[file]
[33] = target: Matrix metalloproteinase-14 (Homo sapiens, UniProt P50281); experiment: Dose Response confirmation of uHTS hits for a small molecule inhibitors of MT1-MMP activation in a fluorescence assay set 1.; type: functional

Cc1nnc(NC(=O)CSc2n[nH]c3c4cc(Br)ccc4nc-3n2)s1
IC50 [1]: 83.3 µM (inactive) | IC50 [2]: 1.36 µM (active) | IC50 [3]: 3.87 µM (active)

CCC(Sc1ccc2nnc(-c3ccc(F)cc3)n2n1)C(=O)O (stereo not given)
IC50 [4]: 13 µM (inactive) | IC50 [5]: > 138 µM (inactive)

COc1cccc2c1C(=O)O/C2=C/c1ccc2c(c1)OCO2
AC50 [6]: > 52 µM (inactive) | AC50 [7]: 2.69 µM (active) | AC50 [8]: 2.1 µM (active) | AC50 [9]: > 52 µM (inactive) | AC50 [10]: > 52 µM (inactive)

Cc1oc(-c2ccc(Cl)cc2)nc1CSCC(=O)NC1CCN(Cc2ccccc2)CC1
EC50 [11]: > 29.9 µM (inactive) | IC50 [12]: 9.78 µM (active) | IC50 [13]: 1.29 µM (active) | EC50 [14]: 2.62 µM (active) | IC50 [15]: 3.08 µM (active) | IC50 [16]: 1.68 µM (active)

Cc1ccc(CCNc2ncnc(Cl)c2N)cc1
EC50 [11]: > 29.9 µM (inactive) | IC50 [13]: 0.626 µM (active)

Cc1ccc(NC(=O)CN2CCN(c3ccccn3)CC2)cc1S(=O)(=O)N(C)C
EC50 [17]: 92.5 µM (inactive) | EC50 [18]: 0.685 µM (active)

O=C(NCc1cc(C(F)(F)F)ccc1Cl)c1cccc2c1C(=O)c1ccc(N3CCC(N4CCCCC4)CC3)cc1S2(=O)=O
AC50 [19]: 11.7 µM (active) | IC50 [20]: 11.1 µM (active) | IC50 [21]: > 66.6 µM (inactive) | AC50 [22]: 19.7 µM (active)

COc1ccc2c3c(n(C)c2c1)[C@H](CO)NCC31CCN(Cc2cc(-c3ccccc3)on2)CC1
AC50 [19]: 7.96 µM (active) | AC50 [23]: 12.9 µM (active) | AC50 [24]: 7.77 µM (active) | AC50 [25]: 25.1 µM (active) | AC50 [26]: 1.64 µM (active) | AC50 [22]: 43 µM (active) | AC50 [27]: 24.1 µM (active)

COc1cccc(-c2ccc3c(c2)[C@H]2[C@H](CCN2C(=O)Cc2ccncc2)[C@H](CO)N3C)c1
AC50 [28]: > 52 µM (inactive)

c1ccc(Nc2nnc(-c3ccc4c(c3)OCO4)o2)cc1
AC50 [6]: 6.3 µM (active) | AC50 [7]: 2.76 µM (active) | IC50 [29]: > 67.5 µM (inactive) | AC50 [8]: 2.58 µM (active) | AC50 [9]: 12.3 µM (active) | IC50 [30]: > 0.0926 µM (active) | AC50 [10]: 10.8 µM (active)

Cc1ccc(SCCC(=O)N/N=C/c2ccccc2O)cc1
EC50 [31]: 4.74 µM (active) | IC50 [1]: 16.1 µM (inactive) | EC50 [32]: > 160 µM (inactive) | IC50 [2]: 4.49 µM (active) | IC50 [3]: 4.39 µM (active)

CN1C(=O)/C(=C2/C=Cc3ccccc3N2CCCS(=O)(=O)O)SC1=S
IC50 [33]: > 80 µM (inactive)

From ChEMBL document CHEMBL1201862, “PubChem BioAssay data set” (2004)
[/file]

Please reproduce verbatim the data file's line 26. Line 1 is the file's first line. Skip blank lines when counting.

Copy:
From ChEMBL document CHEMBL1201862, “PubChem BioAssay data set” (2004)